In the 1890s, crude lightkeeper Thomas Wake (Willem Dafoe) and his new aide (Robert Pattinson) man a lonely and remote New England lighthouse. What starts off as a battle with boredom descends into insanity as endless storms trap them on the island with diminishing supplies and increasing suspicions.
It’s a been a long time between scares for indie-horror director-writer Robert Eggers. Arriving on the scene with the delightfully creepy Witch in 2015, it’s taken four years for a return to his dread-inducing version of New England. A pair of captivating lead actors, an inhospitable, stormy island setting, and enough alcohol to feed a navy make The Lighthouse an asylum of tense confusion that will shiver your timbers.
The look of the film is an intriguing call back to silent horror films of the 1920s, with an aspect ratio to match. In compressing the screen into a square familiar to classic European cinema, Eggers emphasises the narrative’s old-world sensibilities while also heightening a feeling of repression. It’s genius filmmaking, and testament to Eggers’ knowledge of cinematography. His directing flair doesn’t stop there – filming in black and white furthers The Lighthouse’s vintage feel and allows Eggers to play with shading. Light and darkness are used to carve up the character’s features and cut spaces in two. One scene, with a monologue that could have come straight from Moby Dick, horrifically distorts Thomas Wake’s face using harsh lighting. It’s darkly reminiscent of the classic Phantom of the Opera and an intriguing experiment in modern horror with an eye very much on the past.
The plot is built on a simple formula – trap two characters on a remote island with no escape and watch melancholy turn to madness. Making isolation the enemy is used to great effect in horror classics like The Shining simply because of the range of narrative scares that stem from a fevered imagination. Malicious seagulls, seductive mermaids, and a terrifying, tentacled sea god are seen throughout The Lighthouse, with these aquatic metaphors helping to build an atmosphere of paranoia. However, the individual effect of these sea-faring symbols is mixed – some are undoubtedly cathartic for the plot, others seem there to add more nautical texture. As an example, a foreboding seagull prominent at the start of the film is left by the wayside as the plot develops. Sometimes less is more in horror films, and Eggers could have improved The Lighthouse by following through on all his fear building ideas. He could also have done more to raise tension gradually as his scary scenes ebb and flow rather than build to a climax.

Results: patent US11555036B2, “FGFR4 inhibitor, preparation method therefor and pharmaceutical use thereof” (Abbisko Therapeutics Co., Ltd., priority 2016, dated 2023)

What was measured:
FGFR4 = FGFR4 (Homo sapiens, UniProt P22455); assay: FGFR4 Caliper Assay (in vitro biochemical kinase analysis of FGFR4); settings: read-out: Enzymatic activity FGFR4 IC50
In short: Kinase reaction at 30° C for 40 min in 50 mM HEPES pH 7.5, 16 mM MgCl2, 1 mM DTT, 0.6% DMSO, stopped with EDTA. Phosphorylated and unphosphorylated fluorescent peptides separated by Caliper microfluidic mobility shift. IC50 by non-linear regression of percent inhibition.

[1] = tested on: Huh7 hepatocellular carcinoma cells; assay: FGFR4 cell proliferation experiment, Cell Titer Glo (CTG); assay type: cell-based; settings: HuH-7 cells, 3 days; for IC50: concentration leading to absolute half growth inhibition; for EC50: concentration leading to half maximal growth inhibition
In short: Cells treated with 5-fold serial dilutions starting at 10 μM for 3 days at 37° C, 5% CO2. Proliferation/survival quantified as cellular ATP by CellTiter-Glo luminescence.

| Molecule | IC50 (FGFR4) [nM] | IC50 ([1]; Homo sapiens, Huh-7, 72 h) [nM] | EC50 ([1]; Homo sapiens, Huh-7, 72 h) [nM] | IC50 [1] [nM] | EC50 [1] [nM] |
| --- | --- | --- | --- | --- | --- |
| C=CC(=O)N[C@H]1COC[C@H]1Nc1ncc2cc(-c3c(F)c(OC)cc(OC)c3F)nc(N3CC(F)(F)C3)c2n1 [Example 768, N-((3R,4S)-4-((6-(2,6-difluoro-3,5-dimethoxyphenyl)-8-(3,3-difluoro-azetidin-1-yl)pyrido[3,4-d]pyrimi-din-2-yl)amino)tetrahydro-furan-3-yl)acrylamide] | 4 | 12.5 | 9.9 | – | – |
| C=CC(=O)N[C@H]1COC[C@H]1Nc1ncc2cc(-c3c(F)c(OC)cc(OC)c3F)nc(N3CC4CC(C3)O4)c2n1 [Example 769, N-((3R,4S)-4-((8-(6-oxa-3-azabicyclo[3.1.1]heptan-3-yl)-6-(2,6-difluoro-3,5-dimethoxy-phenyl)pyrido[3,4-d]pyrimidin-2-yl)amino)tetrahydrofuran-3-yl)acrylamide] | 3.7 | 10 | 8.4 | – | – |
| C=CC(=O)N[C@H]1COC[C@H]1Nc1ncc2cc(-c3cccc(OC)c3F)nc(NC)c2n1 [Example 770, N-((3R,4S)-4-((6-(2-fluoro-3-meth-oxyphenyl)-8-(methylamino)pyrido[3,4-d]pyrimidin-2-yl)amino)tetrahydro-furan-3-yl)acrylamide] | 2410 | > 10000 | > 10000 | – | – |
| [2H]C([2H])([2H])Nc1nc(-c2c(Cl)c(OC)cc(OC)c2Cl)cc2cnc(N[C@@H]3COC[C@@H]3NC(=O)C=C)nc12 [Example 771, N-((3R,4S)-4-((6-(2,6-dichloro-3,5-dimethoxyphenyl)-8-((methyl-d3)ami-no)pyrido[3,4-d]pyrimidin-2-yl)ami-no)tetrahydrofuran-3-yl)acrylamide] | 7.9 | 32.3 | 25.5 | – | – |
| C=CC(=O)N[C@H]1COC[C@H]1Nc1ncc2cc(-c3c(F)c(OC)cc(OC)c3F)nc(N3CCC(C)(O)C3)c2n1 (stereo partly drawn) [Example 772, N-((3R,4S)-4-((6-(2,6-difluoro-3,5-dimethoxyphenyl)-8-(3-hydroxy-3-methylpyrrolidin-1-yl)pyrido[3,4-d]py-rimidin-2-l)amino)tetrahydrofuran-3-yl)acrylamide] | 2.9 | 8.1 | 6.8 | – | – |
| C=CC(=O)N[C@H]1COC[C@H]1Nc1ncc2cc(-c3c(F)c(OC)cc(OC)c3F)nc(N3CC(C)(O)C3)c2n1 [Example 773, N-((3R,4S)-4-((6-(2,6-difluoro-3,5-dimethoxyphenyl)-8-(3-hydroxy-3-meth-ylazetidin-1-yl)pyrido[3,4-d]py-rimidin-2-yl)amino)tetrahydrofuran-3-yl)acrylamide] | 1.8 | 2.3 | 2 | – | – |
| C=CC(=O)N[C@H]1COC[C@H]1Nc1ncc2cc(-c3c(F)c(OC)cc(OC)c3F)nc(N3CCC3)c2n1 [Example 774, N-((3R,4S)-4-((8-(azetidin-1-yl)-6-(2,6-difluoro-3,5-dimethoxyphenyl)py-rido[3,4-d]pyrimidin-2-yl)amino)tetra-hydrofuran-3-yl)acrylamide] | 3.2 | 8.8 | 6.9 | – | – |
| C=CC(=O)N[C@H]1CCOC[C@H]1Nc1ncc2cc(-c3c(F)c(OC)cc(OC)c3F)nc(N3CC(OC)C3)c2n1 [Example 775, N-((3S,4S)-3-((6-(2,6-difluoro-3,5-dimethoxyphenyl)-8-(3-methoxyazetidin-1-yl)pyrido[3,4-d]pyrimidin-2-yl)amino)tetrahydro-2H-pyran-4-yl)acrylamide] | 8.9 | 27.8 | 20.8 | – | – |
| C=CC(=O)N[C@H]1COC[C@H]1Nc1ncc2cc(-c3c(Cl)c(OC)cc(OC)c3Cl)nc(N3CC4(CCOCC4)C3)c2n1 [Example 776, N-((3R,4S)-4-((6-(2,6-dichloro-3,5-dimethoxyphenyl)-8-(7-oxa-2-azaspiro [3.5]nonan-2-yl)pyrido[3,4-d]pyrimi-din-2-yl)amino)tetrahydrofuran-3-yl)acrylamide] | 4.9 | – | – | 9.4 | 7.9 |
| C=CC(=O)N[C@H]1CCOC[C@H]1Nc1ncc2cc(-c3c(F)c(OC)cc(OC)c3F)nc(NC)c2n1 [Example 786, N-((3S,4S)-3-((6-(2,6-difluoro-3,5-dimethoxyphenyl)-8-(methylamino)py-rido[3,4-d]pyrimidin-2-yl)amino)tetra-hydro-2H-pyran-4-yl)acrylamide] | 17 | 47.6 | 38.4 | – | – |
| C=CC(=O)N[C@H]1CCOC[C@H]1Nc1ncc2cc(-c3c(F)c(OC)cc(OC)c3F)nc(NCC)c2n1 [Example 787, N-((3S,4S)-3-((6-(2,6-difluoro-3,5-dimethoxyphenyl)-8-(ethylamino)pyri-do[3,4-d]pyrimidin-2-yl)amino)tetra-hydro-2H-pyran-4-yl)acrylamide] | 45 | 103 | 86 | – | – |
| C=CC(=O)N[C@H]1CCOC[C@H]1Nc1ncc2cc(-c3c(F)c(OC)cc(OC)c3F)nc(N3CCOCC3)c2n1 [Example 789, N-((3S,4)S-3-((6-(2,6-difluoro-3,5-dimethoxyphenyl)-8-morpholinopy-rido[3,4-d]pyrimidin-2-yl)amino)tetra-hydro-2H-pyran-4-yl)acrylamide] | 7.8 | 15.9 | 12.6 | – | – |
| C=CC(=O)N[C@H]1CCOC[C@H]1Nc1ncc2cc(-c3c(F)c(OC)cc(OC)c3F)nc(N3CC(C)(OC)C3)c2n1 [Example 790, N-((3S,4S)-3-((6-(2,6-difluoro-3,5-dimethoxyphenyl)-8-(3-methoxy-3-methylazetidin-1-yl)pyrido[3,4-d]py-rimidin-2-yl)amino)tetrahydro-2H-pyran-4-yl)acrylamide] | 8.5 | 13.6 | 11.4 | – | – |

The acting performances from Dafoe and Pattinson are powerhouse, if a touch melodramatic. The Lighthouse is really a two-man show, so the pair needed to bring humanity to their chemistry that makes the film’s Gothic madness approachable. Through Pattinson’s Winslow we see all reason wash away in the face of isolation, while Dafoe’s lighthouse keeper Wake is all wild-eyed dedication to drink and duties. As the film progresses, the pair’s increasing mania leads us to constantly question whether what we see is real, imagined by one, or by both. Wake’s potential gaslighting and Winslow’s mysterious past means are never sure who is to blame for the horrors that unfold – we see what happens but can never really KNOW what happens. Lesser actors couldn’t have managed the balance between making the narrative unreliable and showing us why it is so through nuanced characterisation – but Dafoe and Pattinson deserve every plaudit they get here and more.
What The Lighthouse lacks in a structured plot it makes up for in atmosphere building. It may not be your favourite horror – but you’re unlikely to forget it. 7/10.